Depending on the carrier you can sometimes change the date of travel for no fee at all, or return the miles to your account for a small charge. Check out this post for the full rules for the major mileage currencies:

Change And Cancellation Fees For Airline Award Tickets

Again, if there’s a general waiver you should be able to change your award tickets under those rules instead.

Bottom line

Obviously health is more important than anything, and you shouldn’t risk yours or your loved ones’ because an airline wants to charge a cancelation fee.

Even without a regional waiver, tickets can often be changed or canceled for a fee. If you have a compelling reason you can typically get those charges reimbursed or refunded after the fact — it just takes a bit more legwork.

Have you canceled a flight due to illness? What was the process like?

  1. Yea, I was supposed to spend this weekend at Andaz Papagayo in Costa Rica with my wife who is in her first trimester. Even though Costa Rica isn’t officially on CDC’s list (yet) every country north and south is so I couldn’t take that chance. I was really surprised how easy it was to receive a full refund from United and the points from Hyatt. Thought they were going to give me a hard time since Costa Rica isn’t on the list of affected countries but they were super understanding once I mentioned Zika.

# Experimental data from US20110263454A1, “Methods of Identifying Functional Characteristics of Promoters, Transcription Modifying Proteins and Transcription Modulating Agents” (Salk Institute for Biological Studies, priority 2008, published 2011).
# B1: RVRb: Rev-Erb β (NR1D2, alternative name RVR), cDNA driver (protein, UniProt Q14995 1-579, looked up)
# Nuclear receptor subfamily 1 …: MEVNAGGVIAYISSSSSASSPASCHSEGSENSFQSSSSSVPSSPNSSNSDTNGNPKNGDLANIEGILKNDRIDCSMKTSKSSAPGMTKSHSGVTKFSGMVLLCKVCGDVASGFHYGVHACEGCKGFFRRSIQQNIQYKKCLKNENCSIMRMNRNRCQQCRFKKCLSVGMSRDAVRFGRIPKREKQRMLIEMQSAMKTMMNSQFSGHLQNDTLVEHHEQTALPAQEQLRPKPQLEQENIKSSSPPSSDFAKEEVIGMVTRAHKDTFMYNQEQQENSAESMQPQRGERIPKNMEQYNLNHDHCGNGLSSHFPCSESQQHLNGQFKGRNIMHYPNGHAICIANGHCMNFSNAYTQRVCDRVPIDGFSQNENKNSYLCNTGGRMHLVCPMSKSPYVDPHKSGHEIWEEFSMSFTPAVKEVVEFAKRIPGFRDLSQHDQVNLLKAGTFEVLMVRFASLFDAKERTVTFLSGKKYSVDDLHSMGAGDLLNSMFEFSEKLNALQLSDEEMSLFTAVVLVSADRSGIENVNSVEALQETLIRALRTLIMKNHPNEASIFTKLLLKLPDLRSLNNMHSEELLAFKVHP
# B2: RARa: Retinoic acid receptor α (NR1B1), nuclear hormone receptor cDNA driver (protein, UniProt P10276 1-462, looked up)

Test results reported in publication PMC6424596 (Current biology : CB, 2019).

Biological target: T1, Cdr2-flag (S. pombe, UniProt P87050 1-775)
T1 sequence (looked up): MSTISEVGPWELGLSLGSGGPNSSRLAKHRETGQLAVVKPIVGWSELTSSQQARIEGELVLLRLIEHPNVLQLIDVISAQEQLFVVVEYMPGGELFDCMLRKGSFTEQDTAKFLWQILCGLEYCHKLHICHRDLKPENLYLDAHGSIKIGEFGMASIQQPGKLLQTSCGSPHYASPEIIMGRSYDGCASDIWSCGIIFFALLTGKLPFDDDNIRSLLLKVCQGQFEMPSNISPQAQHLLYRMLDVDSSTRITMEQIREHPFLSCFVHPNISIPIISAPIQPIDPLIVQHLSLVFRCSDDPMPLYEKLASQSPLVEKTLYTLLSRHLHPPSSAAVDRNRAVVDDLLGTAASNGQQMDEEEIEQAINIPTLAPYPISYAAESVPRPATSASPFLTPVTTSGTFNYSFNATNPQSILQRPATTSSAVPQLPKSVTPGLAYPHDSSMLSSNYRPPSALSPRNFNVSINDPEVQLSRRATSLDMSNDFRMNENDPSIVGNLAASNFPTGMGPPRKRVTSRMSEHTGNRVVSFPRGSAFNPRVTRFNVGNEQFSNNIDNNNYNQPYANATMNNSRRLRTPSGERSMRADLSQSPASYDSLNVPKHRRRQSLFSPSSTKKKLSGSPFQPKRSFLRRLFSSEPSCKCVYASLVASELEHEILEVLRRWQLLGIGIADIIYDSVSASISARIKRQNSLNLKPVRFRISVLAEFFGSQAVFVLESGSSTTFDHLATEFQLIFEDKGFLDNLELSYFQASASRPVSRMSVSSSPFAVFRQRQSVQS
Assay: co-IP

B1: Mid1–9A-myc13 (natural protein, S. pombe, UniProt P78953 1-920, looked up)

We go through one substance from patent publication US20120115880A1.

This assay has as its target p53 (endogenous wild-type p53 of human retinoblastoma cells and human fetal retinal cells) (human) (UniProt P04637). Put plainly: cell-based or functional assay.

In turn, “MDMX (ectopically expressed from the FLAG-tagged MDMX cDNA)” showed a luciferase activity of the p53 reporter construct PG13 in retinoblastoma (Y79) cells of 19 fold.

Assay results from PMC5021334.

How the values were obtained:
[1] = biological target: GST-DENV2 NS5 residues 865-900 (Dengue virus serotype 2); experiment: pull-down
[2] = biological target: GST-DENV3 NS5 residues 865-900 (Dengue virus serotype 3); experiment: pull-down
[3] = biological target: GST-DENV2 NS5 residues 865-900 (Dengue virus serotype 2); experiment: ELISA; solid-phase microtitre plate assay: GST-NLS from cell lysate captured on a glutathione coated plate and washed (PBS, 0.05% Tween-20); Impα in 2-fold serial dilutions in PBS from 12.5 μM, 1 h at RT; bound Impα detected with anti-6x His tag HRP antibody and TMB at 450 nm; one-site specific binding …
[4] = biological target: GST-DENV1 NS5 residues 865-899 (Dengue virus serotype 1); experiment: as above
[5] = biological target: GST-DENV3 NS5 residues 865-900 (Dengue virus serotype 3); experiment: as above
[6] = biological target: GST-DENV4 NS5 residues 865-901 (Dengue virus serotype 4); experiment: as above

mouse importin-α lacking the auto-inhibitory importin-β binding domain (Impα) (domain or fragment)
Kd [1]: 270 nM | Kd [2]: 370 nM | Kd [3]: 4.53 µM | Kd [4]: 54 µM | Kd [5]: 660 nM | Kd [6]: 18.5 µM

2. Any thoughts on cancellations due to pregnancy in general.

    I am flying BA, but it is on a Iberia ticket. I guess the zika rule won’t help?

  3. @ Andrew Rivlin — Looks like Iberia has a waiver for “pregnant customers travelling to Brazil and Mexico,” so it’s probably worth contacting them.

  4. Just cancelled our trip to CUN b/c of Zika. United processed refund on non-refundable tickets. Generous of United.

  5. SJO/LIR (Costa Rica) should make the list(s) early next week. First confirmed case yesterday, five more suspected. Reporting is a little slow here and, as everywhere, the conspiracy “theorists” are claiming the government doesn’t want to put a damper on arrivals during the high season.

    I live here and travel all over Central America — remember the same breed of mosquito carries dengue and “chicken-gumbo” (chikungunya), neither of which is particularly pleasant but usually will not pose life-long risks for the unborn.